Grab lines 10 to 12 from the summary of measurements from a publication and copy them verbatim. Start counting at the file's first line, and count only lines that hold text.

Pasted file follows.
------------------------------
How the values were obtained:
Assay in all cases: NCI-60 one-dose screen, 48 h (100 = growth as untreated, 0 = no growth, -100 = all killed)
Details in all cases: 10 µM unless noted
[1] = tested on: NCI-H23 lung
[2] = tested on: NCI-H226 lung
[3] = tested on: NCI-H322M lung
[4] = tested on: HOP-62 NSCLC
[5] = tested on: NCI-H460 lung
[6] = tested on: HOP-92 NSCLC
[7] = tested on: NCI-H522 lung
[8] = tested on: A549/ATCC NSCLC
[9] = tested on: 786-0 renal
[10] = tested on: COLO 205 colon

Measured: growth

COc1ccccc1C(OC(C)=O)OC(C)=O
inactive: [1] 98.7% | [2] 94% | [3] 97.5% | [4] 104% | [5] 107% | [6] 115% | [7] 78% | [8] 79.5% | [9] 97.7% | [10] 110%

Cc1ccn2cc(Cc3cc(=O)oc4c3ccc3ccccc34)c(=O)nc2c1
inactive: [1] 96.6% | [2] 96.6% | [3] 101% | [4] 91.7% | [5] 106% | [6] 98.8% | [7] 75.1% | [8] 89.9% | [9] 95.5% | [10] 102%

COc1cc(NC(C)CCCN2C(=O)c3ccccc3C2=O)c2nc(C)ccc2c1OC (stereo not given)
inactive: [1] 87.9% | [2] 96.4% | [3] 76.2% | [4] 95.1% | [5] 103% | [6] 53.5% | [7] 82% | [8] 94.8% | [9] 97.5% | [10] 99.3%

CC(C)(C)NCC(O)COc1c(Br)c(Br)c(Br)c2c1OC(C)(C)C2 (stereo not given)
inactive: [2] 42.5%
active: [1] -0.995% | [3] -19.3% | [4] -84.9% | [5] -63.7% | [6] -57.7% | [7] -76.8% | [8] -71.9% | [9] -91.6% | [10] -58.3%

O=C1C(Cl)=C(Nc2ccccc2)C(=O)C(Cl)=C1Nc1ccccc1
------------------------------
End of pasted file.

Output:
[7] = tested on: NCI-H522 lung
[8] = tested on: A549/ATCC NSCLC
[9] = tested on: 786-0 renal